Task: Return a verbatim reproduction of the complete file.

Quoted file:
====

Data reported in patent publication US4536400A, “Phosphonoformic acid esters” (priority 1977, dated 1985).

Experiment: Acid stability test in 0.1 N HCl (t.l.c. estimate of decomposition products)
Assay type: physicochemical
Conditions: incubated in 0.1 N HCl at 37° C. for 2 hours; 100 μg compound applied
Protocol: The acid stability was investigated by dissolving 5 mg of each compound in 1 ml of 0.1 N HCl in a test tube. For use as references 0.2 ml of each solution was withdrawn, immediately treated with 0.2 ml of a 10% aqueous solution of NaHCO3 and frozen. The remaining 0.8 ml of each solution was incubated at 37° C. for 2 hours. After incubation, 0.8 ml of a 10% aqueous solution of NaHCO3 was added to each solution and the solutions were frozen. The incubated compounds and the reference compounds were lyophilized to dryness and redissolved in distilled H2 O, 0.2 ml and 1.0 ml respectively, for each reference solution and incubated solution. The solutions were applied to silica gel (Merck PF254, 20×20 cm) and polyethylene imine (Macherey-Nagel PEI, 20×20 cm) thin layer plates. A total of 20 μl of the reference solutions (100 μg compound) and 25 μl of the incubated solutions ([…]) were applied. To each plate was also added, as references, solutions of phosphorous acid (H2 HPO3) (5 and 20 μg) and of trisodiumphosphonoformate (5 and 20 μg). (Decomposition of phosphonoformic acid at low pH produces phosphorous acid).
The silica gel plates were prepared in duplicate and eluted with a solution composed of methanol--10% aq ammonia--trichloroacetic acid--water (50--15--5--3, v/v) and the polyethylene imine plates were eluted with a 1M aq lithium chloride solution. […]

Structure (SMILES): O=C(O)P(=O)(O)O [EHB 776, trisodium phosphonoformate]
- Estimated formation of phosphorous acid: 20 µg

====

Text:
Data reported in patent publication US4536400A, “Phosphonoformic acid esters” (priority 1977, dated 1985).

Experiment: Acid stability test in 0.1 N HCl (t.l.c. estimate of decomposition products)
Assay type: physicochemical
Conditions: incubated in 0.1 N HCl at 37° C. for 2 hours; 100 μg compound applied
Protocol: The acid stability was investigated by dissolving 5 mg of each compound in 1 ml of 0.1 N HCl in a test tube. For use as references 0.2 ml of each solution was withdrawn, immediately treated with 0.2 ml of a 10% aqueous solution of NaHCO3 and frozen. The remaining 0.8 ml of each solution was incubated at 37° C. for 2 hours. After incubation, 0.8 ml of a 10% aqueous solution of NaHCO3 was added to each solution and the solutions were frozen. The incubated compounds and the reference compounds were lyophilized to dryness and redissolved in distilled H2 O, 0.2 ml and 1.0 ml respectively, for each reference solution and incubated solution. The solutions were applied to silica gel (Merck PF254, 20×20 cm) and polyethylene imine (Macherey-Nagel PEI, 20×20 cm) thin layer plates. A total of 20 μl of the reference solutions (100 μg compound) and 25 μl of the incubated solutions ([…]) were applied. To each plate was also added, as references, solutions of phosphorous acid (H2 HPO3) (5 and 20 μg) and of trisodiumphosphonoformate (5 and 20 μg). (Decomposition of phosphonoformic acid at low pH produces phosphorous acid).
The silica gel plates were prepared in duplicate and eluted with a solution composed of methanol--10% aq ammonia--trichloroacetic acid--water (50--15--5--3, v/v) and the polyethylene imine plates were eluted with a 1M aq lithium chloride solution. […]

Structure (SMILES): O=C(O)P(=O)(O)O [EHB 776, trisodium phosphonoformate]
- Estimated formation of phosphorous acid: 20 µg